But many voters bought Obama’s act. The Bush administration’s various failures and a financial panic made people forgiving of the “change” candidate. Over time, Obama revealed his actual views, even though he again did outreach to the faith community during his 2012 campaign.

He flipped on same-sex marriage. He tried to force the Little Sisters of the Poor to pay for contraceptives for their employees.

After stumbling by claiming “the police acted stupidly” in an encounter with Harvard professor Henry Louis Gates Jr., Obama refrained from addressing racial conflicts. But in his second term, he made a number of statements essentially aligning himself with the Black Lives Matter movement. (According to the “Hidden Tribes” report, 51 percent of Americans believe the police are often more violent towards African Americans than other groups, yet 56 percent also believe the Black Lives Matter movement has worsened racial tensions.) And Obama praised Australia’s confiscatory gun laws.

The deporter-in-chief repeatedly denied he could act unilaterally on immigration, then embraced the “pen and phone” to implement the Deferred Action for Childhood Arrivals program and the Deferred Action for Parents of Americans and Lawful Permanent Residents program (the latter now enjoined by federal courts as an unconstitutional power grab).

Furthermore, Obama repeatedly discouraged Joe Biden from running in 2016, clearing the field for Hillary Clinton. Democrats were left with a nominee who treated evangelicals and Catholics like they did Wisconsin and Michigan.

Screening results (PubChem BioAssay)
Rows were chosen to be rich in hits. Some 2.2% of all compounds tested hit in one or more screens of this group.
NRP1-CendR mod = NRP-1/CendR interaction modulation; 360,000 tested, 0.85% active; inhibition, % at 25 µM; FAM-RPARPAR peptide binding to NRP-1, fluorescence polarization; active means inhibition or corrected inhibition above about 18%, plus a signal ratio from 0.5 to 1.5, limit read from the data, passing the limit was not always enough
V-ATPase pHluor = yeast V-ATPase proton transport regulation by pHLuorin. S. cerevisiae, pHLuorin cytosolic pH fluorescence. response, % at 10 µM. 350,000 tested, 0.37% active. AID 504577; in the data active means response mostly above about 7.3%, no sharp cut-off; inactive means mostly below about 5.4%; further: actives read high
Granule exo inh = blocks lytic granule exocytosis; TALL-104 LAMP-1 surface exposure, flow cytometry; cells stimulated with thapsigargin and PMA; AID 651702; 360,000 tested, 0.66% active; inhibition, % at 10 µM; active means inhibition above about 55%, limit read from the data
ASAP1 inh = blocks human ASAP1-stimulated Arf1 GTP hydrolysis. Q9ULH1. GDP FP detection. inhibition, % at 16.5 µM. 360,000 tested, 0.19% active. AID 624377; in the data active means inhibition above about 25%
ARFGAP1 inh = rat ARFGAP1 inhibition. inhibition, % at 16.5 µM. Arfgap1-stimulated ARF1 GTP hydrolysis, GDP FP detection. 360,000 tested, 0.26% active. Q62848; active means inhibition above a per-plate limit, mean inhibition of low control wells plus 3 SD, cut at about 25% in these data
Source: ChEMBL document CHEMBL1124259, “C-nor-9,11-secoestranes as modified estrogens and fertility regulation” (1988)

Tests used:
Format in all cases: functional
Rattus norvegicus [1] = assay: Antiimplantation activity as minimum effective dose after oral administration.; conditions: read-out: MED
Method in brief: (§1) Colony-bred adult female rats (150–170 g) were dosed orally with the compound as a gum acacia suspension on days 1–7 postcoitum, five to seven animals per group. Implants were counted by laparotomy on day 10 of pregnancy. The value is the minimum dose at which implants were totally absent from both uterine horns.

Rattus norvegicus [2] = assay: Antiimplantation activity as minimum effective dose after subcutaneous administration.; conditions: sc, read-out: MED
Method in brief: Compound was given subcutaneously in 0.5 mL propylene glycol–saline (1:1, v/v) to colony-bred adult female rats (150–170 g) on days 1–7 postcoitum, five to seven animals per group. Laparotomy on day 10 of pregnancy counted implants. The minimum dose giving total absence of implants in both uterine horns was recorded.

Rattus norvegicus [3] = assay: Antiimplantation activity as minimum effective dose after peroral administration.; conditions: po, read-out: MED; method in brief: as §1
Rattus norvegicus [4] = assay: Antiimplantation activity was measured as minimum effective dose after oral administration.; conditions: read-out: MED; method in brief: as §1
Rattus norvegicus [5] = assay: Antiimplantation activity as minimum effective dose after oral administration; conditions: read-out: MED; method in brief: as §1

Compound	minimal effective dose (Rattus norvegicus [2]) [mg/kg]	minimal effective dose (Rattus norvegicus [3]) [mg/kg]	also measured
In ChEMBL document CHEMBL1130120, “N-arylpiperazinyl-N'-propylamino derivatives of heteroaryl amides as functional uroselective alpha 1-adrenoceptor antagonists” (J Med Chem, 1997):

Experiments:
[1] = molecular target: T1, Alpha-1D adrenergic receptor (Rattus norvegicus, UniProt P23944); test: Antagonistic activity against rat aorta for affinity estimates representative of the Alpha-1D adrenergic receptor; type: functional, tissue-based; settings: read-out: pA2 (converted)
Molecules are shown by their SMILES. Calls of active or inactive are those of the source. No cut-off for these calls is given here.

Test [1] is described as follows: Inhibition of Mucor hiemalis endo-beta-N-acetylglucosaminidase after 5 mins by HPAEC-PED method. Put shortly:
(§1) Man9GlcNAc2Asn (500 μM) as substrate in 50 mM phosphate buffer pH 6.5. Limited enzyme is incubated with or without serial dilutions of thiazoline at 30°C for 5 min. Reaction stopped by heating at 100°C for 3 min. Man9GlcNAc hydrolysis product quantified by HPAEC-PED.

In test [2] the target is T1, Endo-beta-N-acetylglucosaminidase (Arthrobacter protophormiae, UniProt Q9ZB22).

Make Way for Hillary

After Obama’s preferred candidate lost to Donald Trump, Obama’s 2012 director of religious outreach bitterly complained:

The Clinton campaign ran a campaign that employed religious references — primarily as a way to accentuate a critique of her opponent’s moral character — but it included little religious outreach from the candidate herself. Hillary never directly asked for the support of evangelicals. She never had an interview with a major evangelical publication or outlet. Her campaign decided, as Democrats have often desired to, that religious voters — with limited exceptions — did not need to be sought in order to win. This view largely applied to Catholics as well, 23 percent of the electorate, as we learned from recent reports about the campaign’s decision to avoid a St. Patrick’s Day event because ‘white Catholics were not the audience she [Clinton] needed to spend time reaching out to.’

Ironically, Clinton’s cultural immoderation created the vacuum in the Democratic Party now being filled by socialists and identitarians. Obama bears a large share of the responsibility for leaving the Democratic Party at its lowest ebb since the 1920s, reduced to its base of progressive activists. His second term presaged and enabled the Party of Omar.

This is not the conventional wisdom on the matter. Omar had to issue one of her myriad backtracking statements on Twitter (since deleted) after falsely claiming she was misquoted:

The reason for her retreat is fairly easy to deduce:

One lesson from this Harvard-Harris poll is that partisans will tend to identify with their most recent president. But a corollary to that lesson is that whether the Democrats remain the Party of Omar may depend greatly on the party’s 2020 nominee.